doi: 10.1111/j.1365-2796.2008.01994.x Doping in sport: challenges for medicine, science and ethics Introduction The struggle against performance enhancing drugs in sport is nearly half a decade old. It has encountered many obstacles, stumbled often, but also achieved notable successes. The anti-doping movement for the Olympic Games in particular has become more sophisticated than its earlier versions from the analyti- cal laboratories conducting the testing to the processes for evaluating and classifying doping substances and methods, its adjudication procedures, and, not least, its attention to the ethical foundation for anti-doping. Anti-doping faces very significant challenges today—and possibly greater ones in the near future from technologies such as genetic manipulation and from skeptics opposed to the effort to discourage performance enhancing drugs in sport. The excellent article by Catlin, Fitch and Ljungqvist [1] in this issue of the Journal of Internal Medicine provides a concise description of the history of drug testing for the Olympic Games with fascinating details of the evolution of laboratory equipment and analyti- cal strategies. It also identifies failings of the overall anti-doping system, most of them out of the laborato- ries’ control and describes a number of challenges to be confronted. In this article, I will analyse the ethical foundation for prohibiting doping in sport, describe the essential elements of a successful anti-doping pro- gram and assess the current efforts towards that end. Finally, I will describe a set of challenges that must be met for anti-doping to succeed in the long run. What’s wrong with doping in sport? In research conducted at The Hastings Center in the early 1980s, we evaluated the ethical arguments for and against permitting the use of performance enhancingdrugs in sport. We found that the arguments were pro- ceeding at two levels. At the first level, the argument was over what constituted a fair system for deterring doping in sport. At the second level, the argument chal- lenged the assumption that using performance enhanc- ing drugs in sport was ethically problematic. Interviews with elite athletes and others concerned with sport made it clear that athletes felt great pres- sure to do everything they could to hone a keen com- petitive edge. If they suspected that their competitors were gaining advantage by using drugs such as stimu- lants or androgenic anabolic steroids (AAS), those athletes faced three unpleasant alternatives: continue to compete clean, knowing that they might lose to an otherwise inferior competitor who doped; give up competing at the elite level; or unwilling to lose and reluctant to drop out, give in and use the performance enhancing drugs they believe their competitors were using. The anti-doping movement is an effort to cre- ate a fourth alternative: compete clean with a reason- able assurance that their fellow athletes are likewise refraining from doping. This is the ‘level playing field’ athletes seek [2]. The fundamental insight from this research was that the very competitiveness of sport gave doping great coercive power. Athletes did not experience the deci- sion whether to dope or not as an unpressured free choice; if it was not being urged on them by trainers, coaches or hangers-on, the typical athlete in a sport in which doping was prevalent, nevertheless faced the unpleasant alternatives described above. But, some skeptics argue, the problem is not doping, it is the effort to curtail it. They ask why should drugs like AAS, erythropoietin or human growth harmone be treated any differently than improvements in equip- ment, diet or training regimens [3]. ª2008 Blackwell Publishing Ltd 95 Editorial Comment | A full response to this criticism, which can take many forms, is beyond the scope of this article. But two observations are worth making. First, every sport must make decisions, embodied in its rules and cul- ture, as to what differences among competitors will be permitted. A modestly talented roller blader could cover the course of a marathon faster than the swiftest runner, but roller blades are banned because they dis- tort the meaning of the marathon. Athletes could of course organize a roller-blading marathon, but that would be a different sport than the marathon we now admire. It is neither unreasonable nor irrational to draw a line between good nutrition, which is encour- aged, and powerful pharmacological ergogenic agents, which are banned. Those drugs and synthetic biologi- cals have the power to distort a sport much like roller blades in the marathon; this would be sufficient rea- son to prohibit them. They also would pose a public health risk if the performance principle – the quest for maximum performance by any means at any cost – were to triumph. Antidoping efforts are vulnerable to the criticism that they may be unacceptably paternalistic. Paternalism is roughly doing something to or for another person for their benefit but without regard for that individual’s preferences. Telling adult athletes who compete in a dangerous sport such as Alpine skiing that they should not use drugs because they might hurt them- selves may strike many people, athletes included, as hypocritical. The risks of descending a steep slope at speeds in excess of 100 km h )1 are more immediate and urgent than the possibility of some long delayed side effect from doping. But the situation of doping in sport is not the usual sort of paternalism. For one thing, athletes’ choices are far from free and uncon- strained. As in an arms race among nations, the actions of each agent push the others towards ever riskier and more wasteful decisions. In addition, the potential for a public health catastrophe is clear if all barriers to doping were flattened. Athletes would be driven to try ever larger doses of a multiplying array of drugs and biologicals in novel combinations. No knowledgeable physician or scientist could view this scenario as benign. The precise potential for harm is impossible to predict, but that many athletes – youngand healthy for the most part – would do significant damage to their long-term health, is a nearly inevita- ble outcome. Antidoping is a public health measure, not a case of indefensible paternalism. Essential elements of a successful antidoping program Implicit in Catlin and Ljungqvist [1] study are five elements necessary for a successful antidoping pro- gram: adequate analytical capacity; a smart sampling strategy; a trustworthy adjudication process; research; and a solid foundation of clear principles and trans- parent process. Adequate analytic capacity From gas chromatography (GC) through immunoas- says to the linkage of GC and then liquid chromatog- raphy with mass spectrometry to the measurement of carbon isotope ratios, laboratories have made signifi- cant progress in their ability to detect the use of drugs and biologicals. No less important are the improve- ments in laboratory practices and the sharp upward trend towards standardization and certification. Smart sampling strategy It does little good to test at the time of competition for a drug used during the training process and long since metabolized and excreted. Unannounced out-of- competition testing coupled with information as to athletes’ location is an essential component of testing if doping is to be discouraged. Access to blood sam- ples and to forward looking profiles such as biological ‘passports’ whether required or voluntary provide new avenues for understanding and detecting manipula- tions and for protecting clean athletes. Trustworthy adjudication process Athletes who compete clean deserve an adjudication system that reliably acquits the innocent and sanctions cheaters. Catlin and Ljungqvist [1] detail a mixed his- tory that includes several less reassuring episodes: five of sixteen positive tests for AAS lost to ‘accidental’ 96ª2008 Blackwell Publishing LtdJournal of Internal Medicine264; 95–98 T. H. Murray | Editorial Comment shredding of codes in the 1984 Los Angeles Games; samples with traces of AAS not pursued by adminis- trators in the 1996 Atlanta Olympics; and an athlete in the 2004 Athens Games for whom flow cytometry found evidence of blood transfusion, but who escaped sanction because of a ‘sampling handling mishap’. With the increased role of WADA and the Court of Arbitration for Sport, the future of adjudication looks promising, but trustworthiness is arduous to build up and easy to destroy. Athletes deserve an adjudication system that is fair, open and reliable. Research For decades, antidoping researchers had few if any reliable sources of funding. WADA now devotes over a quarter of its budget to research giving investigators opportunities to improve current analytical strategies and anticipate new challenges such as gene doping or the novel methods for enhancing the oxygen-carrying capacity of blood described by Catlin and Ljungqvist [1] . Solid foundation of clear principles and transparent process Where confusion and cynicism reign, those who want to do the right thing are left feeling alone and unsup- ported. It is vital that the antidoping movement be clear about why doping is wrong and have an open, accountable and principled process for deciding what is prohibited and what is permitted. The WADA List Committee process is a significant positive develop- ment towards this goal. Challenges New scientific developments such as the discovery of an allele affecting testosterone metabolism pathways [4] or the future prospect of genetic manipulation of athletes [5], demand an antidoping system that is sci- entifically sophisticated, robust and capable of swift response. The elements of such a system are now in place. In addition to these scientific and technical challenges, three other strategies will be vitally important.First, it is imperative that sport build upon its recent movement towards focusing on the doping infrastruc- ture that enables and encourages athletes to dope. The Hastings Center’s research showed the importance of this strategy 25 years ago. Athletes should be held responsible if they cheat, but we must also hold accountable the distributors such as BALCO, the chemists who devise new compounds to evade detec- tion such as tetrahydrogestrinone and coaches or train- ers who make drugs a part of their athletes’ regimens. Sport must find ways to identify and sanction such enablers. Second, athletes have the most to lose when their competitors are cheating. We must continue to engage athletes as active partners and leaders in the fight against doping. There are hopeful signs. Cycling, a sport suspected of rampant doping, now has organiza- tions such as Team Slipstream⁄Chipotle that are com- mitted to training and racing without doping, and subject their athletes to regular blood tests to establish physiological baselines against which the perturba- tions caused by manipulations could be detected. Finally, the discourse about the spirit of sport and the ethics of competition and doping needs to be kept fresh and vigorous. New challenges to ethics con- tinue, with arguments that question whether antidop- ing is justifiable or feasible. Those arguments deserve to be heard respectfully and responded to forcefully. Con ict of interest statement No conflict of interest was declared. T. H. Murray President and CEO, The Hastings Center, Garrison, NY, USA References 1 Catlin DH, Fitch KD, Ljungqvist A. Medicine and science in the fight against doping in sport.J Intern Med2008; 264: 99– 114. ª2008 Blackwell Publishing LtdJournal of Internal Medicine264; 95–98 97 T. H. Murray | Editorial Comment 2 Murray TH. The Coercive Power of Drugs in Sports.Hastings Cent Rep1983; 13: 24–30. 3 Fost N. Banning drugs in sports: a skeptical viewHastings Cent Rep1968; 16: 5–10. 4 Schultze JJ, Lundmark J, Garle M et al. Doping test results dependent on genotype of UGT2B17, the major enzyme for tes- tosterone glucuronidation.J Clin Endocrinol Metab2008 [Epub ahead of print].5 Miah A. Genetics, bioethics and sportSport, Ethics and Philoso- phy2007; 1: 146–158. Correspondence:T. H. Murray, President and CEO, The Hastings Center, 21 Malcolm Gordon Road, Garrison, NY 10524, USA. (fax: +1-845-424-4545; e-mail: [email protected], http://www.thehastingscenter.org). 98ª2008 Blackwell Publishing LtdJournal of Internal Medicine264; 95–98 T. H. Murray | Editorial Comment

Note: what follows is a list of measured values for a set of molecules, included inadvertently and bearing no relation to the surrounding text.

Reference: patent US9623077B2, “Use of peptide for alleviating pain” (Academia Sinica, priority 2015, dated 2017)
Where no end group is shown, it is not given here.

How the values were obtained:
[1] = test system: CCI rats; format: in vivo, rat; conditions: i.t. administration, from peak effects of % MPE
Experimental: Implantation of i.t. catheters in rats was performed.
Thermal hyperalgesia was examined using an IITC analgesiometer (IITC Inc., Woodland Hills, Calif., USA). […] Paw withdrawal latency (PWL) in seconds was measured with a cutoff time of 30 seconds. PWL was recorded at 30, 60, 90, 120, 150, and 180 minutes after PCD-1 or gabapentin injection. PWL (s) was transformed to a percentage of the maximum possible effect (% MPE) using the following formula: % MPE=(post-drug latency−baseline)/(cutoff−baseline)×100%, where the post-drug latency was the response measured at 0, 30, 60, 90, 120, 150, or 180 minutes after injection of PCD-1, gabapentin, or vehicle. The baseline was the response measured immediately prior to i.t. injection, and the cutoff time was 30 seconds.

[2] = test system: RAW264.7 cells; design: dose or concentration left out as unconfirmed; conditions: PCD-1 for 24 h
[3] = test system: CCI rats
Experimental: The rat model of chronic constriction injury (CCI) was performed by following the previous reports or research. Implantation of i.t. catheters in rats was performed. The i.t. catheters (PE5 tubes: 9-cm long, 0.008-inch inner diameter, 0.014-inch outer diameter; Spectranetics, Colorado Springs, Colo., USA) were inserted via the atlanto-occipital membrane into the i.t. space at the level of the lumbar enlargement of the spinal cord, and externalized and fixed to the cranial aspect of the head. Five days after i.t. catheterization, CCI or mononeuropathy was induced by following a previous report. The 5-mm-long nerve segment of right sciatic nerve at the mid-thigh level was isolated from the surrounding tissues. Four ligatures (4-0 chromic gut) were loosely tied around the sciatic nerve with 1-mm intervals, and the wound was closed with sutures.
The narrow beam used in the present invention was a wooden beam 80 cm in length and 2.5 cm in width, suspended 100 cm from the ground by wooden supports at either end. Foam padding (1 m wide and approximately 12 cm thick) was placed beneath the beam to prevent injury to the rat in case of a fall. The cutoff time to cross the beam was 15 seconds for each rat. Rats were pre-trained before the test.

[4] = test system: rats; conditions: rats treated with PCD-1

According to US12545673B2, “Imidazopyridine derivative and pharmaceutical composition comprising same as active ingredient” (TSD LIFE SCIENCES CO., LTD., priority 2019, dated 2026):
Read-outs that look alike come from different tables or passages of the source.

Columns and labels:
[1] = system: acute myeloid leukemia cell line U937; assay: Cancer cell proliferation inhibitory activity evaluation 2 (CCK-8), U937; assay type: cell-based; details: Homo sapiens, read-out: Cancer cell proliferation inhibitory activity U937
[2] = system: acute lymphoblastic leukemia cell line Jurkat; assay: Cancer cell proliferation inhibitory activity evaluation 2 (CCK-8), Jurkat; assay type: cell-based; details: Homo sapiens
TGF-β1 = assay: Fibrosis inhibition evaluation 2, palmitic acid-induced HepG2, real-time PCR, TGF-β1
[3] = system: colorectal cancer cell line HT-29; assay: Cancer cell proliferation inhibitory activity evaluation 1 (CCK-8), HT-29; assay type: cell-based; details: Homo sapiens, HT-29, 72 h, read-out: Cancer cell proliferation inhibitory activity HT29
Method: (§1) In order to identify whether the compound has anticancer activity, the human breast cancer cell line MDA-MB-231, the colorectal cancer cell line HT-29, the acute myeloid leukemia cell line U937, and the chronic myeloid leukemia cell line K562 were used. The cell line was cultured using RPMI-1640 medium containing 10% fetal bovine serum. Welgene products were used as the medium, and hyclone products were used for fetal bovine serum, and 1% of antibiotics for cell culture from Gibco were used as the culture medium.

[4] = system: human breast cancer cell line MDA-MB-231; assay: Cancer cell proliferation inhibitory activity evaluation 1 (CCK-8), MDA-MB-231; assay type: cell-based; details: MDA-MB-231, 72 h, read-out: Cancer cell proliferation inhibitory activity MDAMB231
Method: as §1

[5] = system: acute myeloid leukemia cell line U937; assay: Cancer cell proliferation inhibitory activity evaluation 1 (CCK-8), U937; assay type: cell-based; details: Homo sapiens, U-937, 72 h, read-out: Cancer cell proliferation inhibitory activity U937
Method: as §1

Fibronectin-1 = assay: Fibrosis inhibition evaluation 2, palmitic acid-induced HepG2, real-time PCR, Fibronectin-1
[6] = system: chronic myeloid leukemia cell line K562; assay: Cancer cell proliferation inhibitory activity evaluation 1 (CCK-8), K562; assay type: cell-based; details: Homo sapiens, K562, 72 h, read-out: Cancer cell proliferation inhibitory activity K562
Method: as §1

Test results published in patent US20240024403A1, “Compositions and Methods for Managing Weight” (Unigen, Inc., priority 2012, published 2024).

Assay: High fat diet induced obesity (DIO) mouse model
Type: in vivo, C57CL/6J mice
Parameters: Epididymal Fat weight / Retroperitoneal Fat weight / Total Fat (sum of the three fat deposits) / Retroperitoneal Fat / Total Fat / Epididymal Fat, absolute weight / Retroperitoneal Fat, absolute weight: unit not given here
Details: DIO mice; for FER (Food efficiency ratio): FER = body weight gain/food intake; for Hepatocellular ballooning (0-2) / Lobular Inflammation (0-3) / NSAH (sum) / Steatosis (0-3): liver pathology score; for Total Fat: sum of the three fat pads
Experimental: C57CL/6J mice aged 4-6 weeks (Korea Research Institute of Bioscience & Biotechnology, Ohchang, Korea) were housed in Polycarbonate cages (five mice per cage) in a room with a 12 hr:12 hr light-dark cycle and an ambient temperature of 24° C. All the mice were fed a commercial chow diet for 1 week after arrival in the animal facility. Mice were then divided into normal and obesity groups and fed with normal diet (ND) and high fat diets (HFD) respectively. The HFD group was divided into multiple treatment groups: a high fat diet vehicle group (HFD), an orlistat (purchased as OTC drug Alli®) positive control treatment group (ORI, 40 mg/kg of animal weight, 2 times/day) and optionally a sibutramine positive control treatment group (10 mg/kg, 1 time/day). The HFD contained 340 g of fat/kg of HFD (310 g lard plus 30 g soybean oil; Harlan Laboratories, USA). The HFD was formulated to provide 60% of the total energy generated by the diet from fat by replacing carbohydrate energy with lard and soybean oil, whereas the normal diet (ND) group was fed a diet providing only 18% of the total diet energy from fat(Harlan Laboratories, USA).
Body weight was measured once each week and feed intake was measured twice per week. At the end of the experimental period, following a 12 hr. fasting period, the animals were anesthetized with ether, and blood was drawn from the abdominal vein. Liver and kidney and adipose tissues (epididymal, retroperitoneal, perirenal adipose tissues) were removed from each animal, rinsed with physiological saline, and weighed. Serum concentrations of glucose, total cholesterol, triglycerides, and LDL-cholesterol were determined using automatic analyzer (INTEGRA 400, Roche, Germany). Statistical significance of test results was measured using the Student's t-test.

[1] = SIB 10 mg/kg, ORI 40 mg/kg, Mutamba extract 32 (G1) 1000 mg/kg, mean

Discussion reflections should include answers to the following : Summarize either the “yes” or “no” side for one of the articles discussed this week. State why the argument is strong or weak.Make sur
The Fatal Temptation: Drug Prohibition and the Fear of Autonomy Author(syf 7 K R P D V 6 ] D V z Source: Daedalus, Vol. 121, No. 3, Political Pharmacology: Thinking about Drugs (Summer, 1992yf S S 4 Published by: The MIT Press on behalf of American Academy of Arts & Sciences Stable URL: https://www.jstor.org/stable/20027124 Accessed: 16-04-2020 19:10 UTC JSTOR is a not-for-profit service that helps scholars, researchers, and students discover, use, and build upon a wide range of content in a trusted digital archive. We use information technology and tools to increase productivity and facilitate new forms of scholarship. For more information about JSTOR, please contact [email protected] Your use of the JSTOR archive indicates your acceptance of the Terms & Conditions of Use, available at https://about.jstor.org/terms American Academy of Arts & Sciences, The MIT Press are collaborating with JSTOR to digitize, preserve and extend access to Daedalus This content downloaded from on Thu, 16 Apr 2020 19:10:32 UTC All use subject to https://about.jstor.org/terms Thomas Szasz The Fatal Temptation: Drug Prohibition and the Fear of Autonomy In America, quipped will Rogers, “Everything has a slogan, and, of all the bunk in America, the slogan is the champ… Congress even has slogans: ‘Why sleep at home, when you can sleep in Congress?’; ‘Be a politician?no training necessary!’ “a I would add that, of all the bunk in America, our champion slogans are about drugs and medical ethics: “Just say ‘no’ to drugs,” “the sanctity of life,” “pro-choice,” “the right to life,” “the right to die,” “the right to treatment,” “the right to reject treatment”?slogans all, some contradicting others and yet all coexisting comfortably in mindless harmony. If the right to autonomy?to our bodies, minds, and selves?means anything, it means a right to suicide. And if pro-choice means anything, it must mean the right to use or abstain from using any particular drug. And yet these are precisely the rights no normal American endorses. Indeed, we are so phobic about suicide that we fear even knowing about it. According to a survey reported in the May 18, 1992 issue of U.S. News & World Report, 71 percent of Americans would like libraries to ban “books describ ing how to commit suicide.”2 I suggest, then, that fear of the temptation to commit suicide is a critical, yet rarely considered, facet of drug controls. * The right to do X does not mean that doing X is morally meritorious. We have a right to divorce our spouse, vote for a politician we know nothing about, eat until we are obese, or squander our money on lottery tickets. Thus, the phrase right to suicide does not mean that suicide is a morally desirable or merito Thomas Szasz is Professor Emeritus of Psychiatry, SUNY Health Science Center, Syracuse, New York. 161 This content downloaded from on Thu, 16 Apr 2020 19:10:32 UTC All use subject to https://about.jstor.org/terms 162 Thomas Szasz rious act. It means only that agents of the state have no right or power to interfere, by prohibitions or punishments, with a person’s decision to kill himself. Those who desire to prevent a particular person from committing suicide must content themselves with their power, such as it might be, to persuade him to change his mind. Because we have a free market in food, we can buy all the bacon, eggs, and ice cream we want and can afford. If we had a free market in drugs, we could similarly buy all the barbiturates, chloral hydrate, and morphine we want and could afford. We would then be free to die?easily, comfortably, and surely?without any need for recourse to “death doctors” or violent means of suicide, and without fear of being kept alive against our will to die a protracted, painful, and extravagantly expensive death in a building misnamed a “hospital.” We would then no longer have to complain about doctors, nurses, relatives, hospitals, and courts overtreating us, undertreating us, withholding pain medications from us, keeping us alive, and depriv ing us of our “right to die.”3 How did the idea of a right to die arise? How can the inevitable biological destiny of all living beings be a right? What does the phrase mean? Actually, the phrase refers primarily to our confused rejection of the spectacle of doctors keeping moribund persons alive with the aid of modern biotechnological machinery. Why do physicians do this? Because they enjoy the powers science and the state have put in their hands; because they often have both professional and economic incentives for it; because they assume that is what the patient would want; because courts or kin command them to do “everything possible” to keep the patient alive; and, lastly, because withholding life-sustaining measures could be regarded as deliberately killing the patient. In short, we prattle about a right to die because we prefer mouthing uplifting slogans to thinking seriously about the meaning of life. For most of us today, the term sanctity of life has lost virtually all meaning. We cling to life?up to a point. After that, we want to be “allowed” to die?an imagery that falsely implies that we are inescapably bound to persons determined to prevent us from dying. To deny them that role, we have complemented the proposition that we have a right to life (which has become the code phrase of the antiabortion movementyf Z L W K W K H V H H P L Q J O F R Q W U D U S U R S R V L W L R n that we have a right to die. This content downloaded from on Thu, 16 Apr 2020 19:10:32 UTC All use subject to https://about.jstor.org/terms The Fatal Temptation 163 However, the similarity between these two semantically reciprocal rights is illusory. Each addresses a completely different set of existen tial choices and ethical perplexities. The phrase right to life refers to the (“natural”yf L Q F H S W L R Q R I O L I H P R U H R Y H U W K L V U L J K W L V D V F U L E H G W o all unborn fetuses and belongs to each unconditionally. Whereas the phrase right to die refers to the (“unnatural”yf W H U P L Q D W L R Q R I O L I H D Q d this “right” is ascribed only to terminally ill persons and, in practice, often belongs to their relatives.4 Thus, the phrase right to die is emblematic not only of our skittishness about suicide and our longing for good doctors to kill us at just the right time and in just the right way, but, more fundamen tally, of our repudiation of bodily self-ownership and the responsi bilities that go with it. It remains to be seen how many Americans prefer legalizing doctors to kill them to legalizing themselves to own drugs, and shouldering the responsibilities which the ownership of such a valuable property entails. So long as the phrase right to die does not include an unqualified right to suicide?a subject its supporters never mention?it is des tined to be nothing more or less than just another step in the medicalization of life and in our headlong rush into the deadly embrace of the Therapeutic State. On the other hand, if the phrase is intended to encompass the right to suicide, then?lest it be an empty slogan?the right to die must include the right to drugs. We know, however, that most people?especially in the United States?consider the desire to commit suicide, much less the act itself, not a right but a symptom of preventable and treatable mental illness. As against this view, I hold that the option to commit suicide is inherent in the human condition; that committing suicide ought to be considered a basic human right and may sometimes be a moral duty; and the expectation or threat of suicide never justifies the coercive control of the (allegedlyyf V X L F L G D O S H U V R Q $ W W K H V D P H W L P H , F R Q V L G H U L W D E D V L c moral wrong for a physician to kill a patient, or anyone else, and call it “euthanasia.”5 This does not mean that “pulling the plug” on a dying patient is (necessarilyyf D Q L P P R U D O D F W L W P H D Q V R Q O W K D W G R L Q g so does not (necessarilyyf U H T X L U H P H G L F D O H [ S H U W L V H V K R X O G Q R W E e defined as a medical intervention, and should not be delegated (specificallyyf W R S K V L F L D Q V , P D L Q W D L Q W K D W R X U O R Q J L Q J I R U G R F W R U V W o give us lethal drugs betokens our desire to evade responsibility for giving such drugs to ourselves; and that so long as we are more This content downloaded from on Thu, 16 Apr 2020 19:10:32 UTC All use subject to https://about.jstor.org/terms 164 Thomas Szasz interested in investing doctors with the right to kill than in reclaiming our own right to drugs, our discourse about rights and drugs is destined to remain empty, meaningless chatter. Of course, people cannot expect to regain their right to acts and objects unless they are willing and prepared to assume responsibility for the conduct of the acts and the care of the objects in question. Since the most important practical consequence of our loss of the right to bodily self-ownership is the denial of legally unrestricted access to drugs, the most important symbol of the right to our bodies now resides in our reasserting our right to drugs?to all drugs, not just to one or another so-called recreational drug. At this point, we come face-to-face with our real drug problem?namely, that most Americans today do not want to have legally unrestricted access to drugs. On the contrary, they dread the idea and the prospect it portends. In sum, it seems to me that we have launched ourselves on a self-contradictory quest?that is, for an America where no one “abuses” drugs because doctors effectively control drug use, and where everyone dies a painless and pleasant death because doctors compassionately kill “dying” people who want to be killed. Having combined a dread of dying a protracted, pointless, and perhaps painful death with a fear of living with a free market in drugs, we have negated our chances for attaining pharmacological autonomy? that is, freedom and responsibility vis-?-vis the drugs we take similar to the freedom and responsibility we have vis-?-vis the foods we eat, the books we read, and the religions we profess. ENDNOTES *W. Rogers, “Slogans, Slogans Everywhere (1925yf L Q % U D Q % D Q G ) U D Q F H V 1 . Sterling, eds., A Will Rogers Treasury (New York: Bonanza Books, 1982yf . ^”Banishing books?” U.S. News & World Report, 18 May 1992, 76. 3See, for example, J. Somerville, “Illinois task force issues model right-to-die bill,” American Medical News, 20 April 1990, 20. 4See T.S. Szasz, Living With It (Buffalo: Prometheus Books, 1991yf . 5See T.S. Szasz, “The ethics of suicide (1971yf L Q 7 K H 7 K H R O R J R I 0 H G L F L Q e (Syracuse: Syracuse University Press, 1988yf 7 K H F D V H D J D L Q V W V X L F L G e prevention,” American Psychologist 4 (July 1986yf D Q G 7 K H 8 Q W D P H d Tongue: A Dissenting Dictionary (LaSalle, 111.: Open Court, 1990yf . This content downloaded from on Thu, 16 Apr 2020 19:10:32 UTC All use subject to https://about.jstor.org/terms